What Is Idle Time? (Plus Types, Steps, Causes and Tips)

By Indeed Editorial Team

Published 26 April 2022

The Indeed Editorial Team comprises a diverse and talented team of writers, researchers and subject matter experts equipped with Indeed's data and insights to deliver useful tips to help guide your career journey.

Idle time, also called waiting time, is a phrase you may often hear in the workforce management and manufacturing space, as it's closely tied to productivity. By reducing waiting time, companies can boost their bottom line. To put this into action, though, it's important to understand what idle time is. In this article, we discuss explain what idle time is, share its different types, discuss how to calculate it, list its common causes and outline the steps you can take to minimise it.

What is idle time?

Idle time is a period of time in which an individual is ready and available for work, but isn't doing anything productive. Examples of waiting time in the workplace include an employee waiting for an internet connection to return and a maintenance mechanic waiting for a mitre saw to become available so they can finish their job.

The primary reason why companies track waiting time is that it can point to the gap between their existing output and their theoretically maximal productivity level. Simply put, every minute that an individual is idle is a minute of lost productivity. No company, though, can run at 100% efficiency, and some level of waiting time is inevitable. If you're a manager, your goal is to minimise waiting time, not to eliminate it.

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Types of waiting time

There are two types of waiting time. These include:

Normal waiting time

Normal waiting time happens because of normal business operation, which isn't under the control of employees, management or company. It's the waiting time within the manufacturing cycles, such as an employee waiting for regular maintenance. It can also be the waiting time during working hours due to employee personal breaks, such as a toilet or tea break. They normally occur in the production process, which may be impossible to avoid, but a company can ensure that they're within a manageable level.

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Abnormal waiting time

Abnormal waiting time refers to the wasted time that a company can avoid by taking precautionary methods. For instance, say a car factory assembly team can make 150 cars in a day, but the quality testing and inspection groups can process only 100 cars during the day. The assembly line may be idle for a period of time until the testing and inspection group can catch up to the pace.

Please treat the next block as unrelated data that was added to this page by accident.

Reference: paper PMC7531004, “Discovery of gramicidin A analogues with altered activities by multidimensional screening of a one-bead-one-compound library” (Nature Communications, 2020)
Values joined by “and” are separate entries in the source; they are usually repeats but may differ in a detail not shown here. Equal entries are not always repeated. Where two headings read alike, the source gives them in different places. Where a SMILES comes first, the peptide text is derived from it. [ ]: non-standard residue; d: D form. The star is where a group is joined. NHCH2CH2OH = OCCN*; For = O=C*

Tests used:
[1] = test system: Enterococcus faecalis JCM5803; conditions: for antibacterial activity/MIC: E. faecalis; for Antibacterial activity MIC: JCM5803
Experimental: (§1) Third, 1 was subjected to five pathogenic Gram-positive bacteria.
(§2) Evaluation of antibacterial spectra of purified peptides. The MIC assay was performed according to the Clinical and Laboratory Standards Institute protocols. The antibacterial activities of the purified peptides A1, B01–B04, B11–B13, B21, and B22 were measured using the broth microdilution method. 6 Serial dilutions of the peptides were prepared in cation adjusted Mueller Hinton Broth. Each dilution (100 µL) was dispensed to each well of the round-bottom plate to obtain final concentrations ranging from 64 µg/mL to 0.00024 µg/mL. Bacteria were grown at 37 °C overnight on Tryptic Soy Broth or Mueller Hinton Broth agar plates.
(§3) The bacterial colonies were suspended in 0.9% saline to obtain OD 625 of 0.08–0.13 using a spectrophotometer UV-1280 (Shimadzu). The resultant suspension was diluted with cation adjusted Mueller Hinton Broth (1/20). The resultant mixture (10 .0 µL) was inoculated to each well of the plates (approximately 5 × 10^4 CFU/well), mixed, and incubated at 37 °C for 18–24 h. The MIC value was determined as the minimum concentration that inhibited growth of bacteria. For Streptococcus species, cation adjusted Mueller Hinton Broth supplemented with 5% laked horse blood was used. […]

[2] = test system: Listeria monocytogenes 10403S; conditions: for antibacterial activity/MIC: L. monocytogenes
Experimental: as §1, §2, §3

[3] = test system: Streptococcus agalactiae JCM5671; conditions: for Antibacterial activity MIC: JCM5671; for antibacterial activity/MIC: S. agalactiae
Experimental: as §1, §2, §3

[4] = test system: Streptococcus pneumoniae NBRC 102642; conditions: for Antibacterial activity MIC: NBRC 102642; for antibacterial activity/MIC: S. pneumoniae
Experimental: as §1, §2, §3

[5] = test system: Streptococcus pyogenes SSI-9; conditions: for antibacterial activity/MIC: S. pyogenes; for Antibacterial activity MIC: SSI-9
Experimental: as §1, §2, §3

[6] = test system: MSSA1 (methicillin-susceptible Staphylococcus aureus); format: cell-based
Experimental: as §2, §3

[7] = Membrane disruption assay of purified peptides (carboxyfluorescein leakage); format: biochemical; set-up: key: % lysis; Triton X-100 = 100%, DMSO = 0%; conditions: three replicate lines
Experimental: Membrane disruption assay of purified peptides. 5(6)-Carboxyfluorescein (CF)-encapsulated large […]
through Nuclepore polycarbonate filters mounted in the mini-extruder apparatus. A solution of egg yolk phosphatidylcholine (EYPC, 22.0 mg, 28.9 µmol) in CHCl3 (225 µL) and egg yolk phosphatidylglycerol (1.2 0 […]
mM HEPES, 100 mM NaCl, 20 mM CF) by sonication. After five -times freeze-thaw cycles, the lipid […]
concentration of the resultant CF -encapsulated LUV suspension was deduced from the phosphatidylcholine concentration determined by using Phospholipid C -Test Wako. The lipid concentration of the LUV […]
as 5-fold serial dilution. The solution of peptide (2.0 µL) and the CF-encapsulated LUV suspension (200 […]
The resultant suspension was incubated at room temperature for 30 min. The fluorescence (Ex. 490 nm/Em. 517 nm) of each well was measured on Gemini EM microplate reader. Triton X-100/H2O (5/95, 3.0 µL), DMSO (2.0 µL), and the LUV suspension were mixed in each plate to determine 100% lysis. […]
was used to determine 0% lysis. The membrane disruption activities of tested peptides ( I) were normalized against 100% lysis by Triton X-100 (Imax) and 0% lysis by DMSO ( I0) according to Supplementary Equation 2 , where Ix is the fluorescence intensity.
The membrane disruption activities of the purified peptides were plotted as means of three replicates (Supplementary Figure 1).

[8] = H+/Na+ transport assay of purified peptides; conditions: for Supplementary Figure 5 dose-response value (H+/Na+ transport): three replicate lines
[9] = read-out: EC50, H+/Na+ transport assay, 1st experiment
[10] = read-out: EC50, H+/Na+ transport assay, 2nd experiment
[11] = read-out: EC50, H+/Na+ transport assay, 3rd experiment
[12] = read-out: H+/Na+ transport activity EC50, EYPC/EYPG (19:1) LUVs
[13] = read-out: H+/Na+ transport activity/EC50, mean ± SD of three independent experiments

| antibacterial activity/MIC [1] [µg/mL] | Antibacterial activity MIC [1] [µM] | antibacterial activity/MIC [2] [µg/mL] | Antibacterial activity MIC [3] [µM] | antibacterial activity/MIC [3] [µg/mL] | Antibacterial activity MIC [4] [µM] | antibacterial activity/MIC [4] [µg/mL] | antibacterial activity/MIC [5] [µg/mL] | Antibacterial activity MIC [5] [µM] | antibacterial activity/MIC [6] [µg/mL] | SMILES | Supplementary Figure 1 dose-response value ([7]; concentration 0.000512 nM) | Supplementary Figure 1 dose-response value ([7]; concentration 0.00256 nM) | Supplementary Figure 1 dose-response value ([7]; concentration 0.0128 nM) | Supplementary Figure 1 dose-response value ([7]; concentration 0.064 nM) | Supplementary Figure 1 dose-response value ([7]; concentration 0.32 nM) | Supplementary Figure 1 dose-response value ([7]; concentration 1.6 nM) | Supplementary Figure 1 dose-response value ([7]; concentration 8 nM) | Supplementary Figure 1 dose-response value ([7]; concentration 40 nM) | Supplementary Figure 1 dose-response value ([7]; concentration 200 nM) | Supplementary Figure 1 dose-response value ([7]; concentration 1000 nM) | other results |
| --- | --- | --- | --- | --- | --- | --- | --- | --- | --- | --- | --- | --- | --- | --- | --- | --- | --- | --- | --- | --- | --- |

Common causes of waiting time

The causes of waiting time include all the different reasons why work may be temporarily or unexpectedly halted. The cause of a period of waiting time is often beyond an employee's control and may or may not be within the control of a company's management. Here are the common causes of waiting time:

Temporary work stoppage

One of the most common causes of waiting time might be a temporary work stoppage that's intentionally imposed by a company's management. For instance, the work stoppage may occur if the inventory storage facility of a company is at full capacity and can't hold any more items or products. Thus, the company's management may halt production temporarily until they sold or otherwise removed some of the existing inventory.

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Waiting on necessary material

Another common cause of waiting time is waiting for the necessary material. For instance, an employee may wait for a report from another department before they can proceed with their own work. A piece of equipment may be subject to waiting time if it's necessary for the operator to receive the material that the equipment processes. The longer it takes for the necessary materials to arrive, the more waiting time the operator or company experiences. In addition, power outages, failures and delayed production instructions can take machines offline and leave employees idle.

Scheduled breaks

Waiting time may also simply be the result of a scheduled break for an employee during the workday. Employees aren't machines, and they need breaks to avoid burnout. Waiting time may also be the result of periods where it's necessary to turn the equipment or machine off to prevent it from overheating. Scheduled maintenance for the equipment may also cause waiting time.

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Administrative failures